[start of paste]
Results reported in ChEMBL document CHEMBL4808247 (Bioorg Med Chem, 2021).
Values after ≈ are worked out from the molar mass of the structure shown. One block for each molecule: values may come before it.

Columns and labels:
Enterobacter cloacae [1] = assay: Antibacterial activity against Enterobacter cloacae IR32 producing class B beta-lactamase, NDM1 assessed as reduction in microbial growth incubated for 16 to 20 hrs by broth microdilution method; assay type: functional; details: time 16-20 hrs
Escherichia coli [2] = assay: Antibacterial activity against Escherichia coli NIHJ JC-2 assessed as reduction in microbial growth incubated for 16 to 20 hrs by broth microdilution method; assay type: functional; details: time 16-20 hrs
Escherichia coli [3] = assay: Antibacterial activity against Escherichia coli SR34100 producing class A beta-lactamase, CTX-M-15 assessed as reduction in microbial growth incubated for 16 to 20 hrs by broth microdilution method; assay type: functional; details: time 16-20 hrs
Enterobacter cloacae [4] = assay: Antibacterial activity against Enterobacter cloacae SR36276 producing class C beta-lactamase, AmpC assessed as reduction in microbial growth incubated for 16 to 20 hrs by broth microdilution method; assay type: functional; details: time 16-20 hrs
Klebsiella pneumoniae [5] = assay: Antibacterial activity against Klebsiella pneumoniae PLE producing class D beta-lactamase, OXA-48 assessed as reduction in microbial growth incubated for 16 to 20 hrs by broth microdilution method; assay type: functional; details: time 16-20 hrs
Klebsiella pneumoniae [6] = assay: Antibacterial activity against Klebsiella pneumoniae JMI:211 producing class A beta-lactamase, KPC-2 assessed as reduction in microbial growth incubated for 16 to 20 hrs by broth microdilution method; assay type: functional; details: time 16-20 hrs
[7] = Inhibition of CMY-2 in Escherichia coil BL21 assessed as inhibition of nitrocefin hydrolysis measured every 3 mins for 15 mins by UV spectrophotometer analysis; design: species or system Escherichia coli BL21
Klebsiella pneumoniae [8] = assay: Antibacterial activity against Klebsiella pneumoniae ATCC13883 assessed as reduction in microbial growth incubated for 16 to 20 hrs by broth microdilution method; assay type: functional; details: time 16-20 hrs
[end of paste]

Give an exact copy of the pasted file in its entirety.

Results reported in ChEMBL document CHEMBL4808247 (Bioorg Med Chem, 2021).
Values after ≈ are worked out from the molar mass of the structure shown. One block for each molecule: values may come before it.

Columns and labels:
Enterobacter cloacae [1] = assay: Antibacterial activity against Enterobacter cloacae IR32 producing class B beta-lactamase, NDM1 assessed as reduction in microbial growth incubated for 16 to 20 hrs by broth microdilution method; assay type: functional; details: time 16-20 hrs
Escherichia coli [2] = assay: Antibacterial activity against Escherichia coli NIHJ JC-2 assessed as reduction in microbial growth incubated for 16 to 20 hrs by broth microdilution method; assay type: functional; details: time 16-20 hrs
Escherichia coli [3] = assay: Antibacterial activity against Escherichia coli SR34100 producing class A beta-lactamase, CTX-M-15 assessed as reduction in microbial growth incubated for 16 to 20 hrs by broth microdilution method; assay type: functional; details: time 16-20 hrs
Enterobacter cloacae [4] = assay: Antibacterial activity against Enterobacter cloacae SR36276 producing class C beta-lactamase, AmpC assessed as reduction in microbial growth incubated for 16 to 20 hrs by broth microdilution method; assay type: functional; details: time 16-20 hrs
Klebsiella pneumoniae [5] = assay: Antibacterial activity against Klebsiella pneumoniae PLE producing class D beta-lactamase, OXA-48 assessed as reduction in microbial growth incubated for 16 to 20 hrs by broth microdilution method; assay type: functional; details: time 16-20 hrs
Klebsiella pneumoniae [6] = assay: Antibacterial activity against Klebsiella pneumoniae JMI:211 producing class A beta-lactamase, KPC-2 assessed as reduction in microbial growth incubated for 16 to 20 hrs by broth microdilution method; assay type: functional; details: time 16-20 hrs
[7] = Inhibition of CMY-2 in Escherichia coil BL21 assessed as inhibition of nitrocefin hydrolysis measured every 3 mins for 15 mins by UV spectrophotometer analysis; design: species or system Escherichia coli BL21
Klebsiella pneumoniae [8] = assay: Antibacterial activity against Klebsiella pneumoniae ATCC13883 assessed as reduction in microbial growth incubated for 16 to 20 hrs by broth microdilution method; assay type: functional; details: time 16-20 hrs